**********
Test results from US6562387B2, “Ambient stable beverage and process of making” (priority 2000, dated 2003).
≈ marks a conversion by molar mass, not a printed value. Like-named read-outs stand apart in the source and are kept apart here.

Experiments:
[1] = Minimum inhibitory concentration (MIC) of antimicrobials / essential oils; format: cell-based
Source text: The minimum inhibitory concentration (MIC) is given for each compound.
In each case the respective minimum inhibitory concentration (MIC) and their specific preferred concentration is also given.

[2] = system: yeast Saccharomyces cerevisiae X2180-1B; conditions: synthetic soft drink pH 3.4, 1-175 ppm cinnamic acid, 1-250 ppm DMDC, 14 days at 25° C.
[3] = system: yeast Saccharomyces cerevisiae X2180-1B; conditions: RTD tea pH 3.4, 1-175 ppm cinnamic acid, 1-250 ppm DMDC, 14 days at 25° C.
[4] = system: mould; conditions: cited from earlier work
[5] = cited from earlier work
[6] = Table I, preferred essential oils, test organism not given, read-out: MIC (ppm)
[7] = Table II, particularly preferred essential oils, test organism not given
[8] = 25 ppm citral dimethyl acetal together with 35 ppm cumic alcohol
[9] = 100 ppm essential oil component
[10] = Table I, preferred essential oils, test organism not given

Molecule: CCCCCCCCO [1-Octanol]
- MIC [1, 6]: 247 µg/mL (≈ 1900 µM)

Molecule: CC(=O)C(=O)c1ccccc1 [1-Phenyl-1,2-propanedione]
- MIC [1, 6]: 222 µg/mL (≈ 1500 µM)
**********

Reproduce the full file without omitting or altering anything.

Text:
Test results from US6562387B2, “Ambient stable beverage and process of making” (priority 2000, dated 2003).
≈ marks a conversion by molar mass, not a printed value. Like-named read-outs stand apart in the source and are kept apart here.

Experiments:
[1] = Minimum inhibitory concentration (MIC) of antimicrobials / essential oils; format: cell-based
Source text: The minimum inhibitory concentration (MIC) is given for each compound.
In each case the respective minimum inhibitory concentration (MIC) and their specific preferred concentration is also given.

[2] = system: yeast Saccharomyces cerevisiae X2180-1B; conditions: synthetic soft drink pH 3.4, 1-175 ppm cinnamic acid, 1-250 ppm DMDC, 14 days at 25° C.
[3] = system: yeast Saccharomyces cerevisiae X2180-1B; conditions: RTD tea pH 3.4, 1-175 ppm cinnamic acid, 1-250 ppm DMDC, 14 days at 25° C.
[4] = system: mould; conditions: cited from earlier work
[5] = cited from earlier work
[6] = Table I, preferred essential oils, test organism not given, read-out: MIC (ppm)
[7] = Table II, particularly preferred essential oils, test organism not given
[8] = 25 ppm citral dimethyl acetal together with 35 ppm cumic alcohol
[9] = 100 ppm essential oil component
[10] = Table I, preferred essential oils, test organism not given

Molecule: CCCCCCCCO [1-Octanol]
- MIC [1, 6]: 247 µg/mL (≈ 1900 µM)

Molecule: CC(=O)C(=O)c1ccccc1 [1-Phenyl-1,2-propanedione]
- MIC [1, 6]: 222 µg/mL (≈ 1500 µM)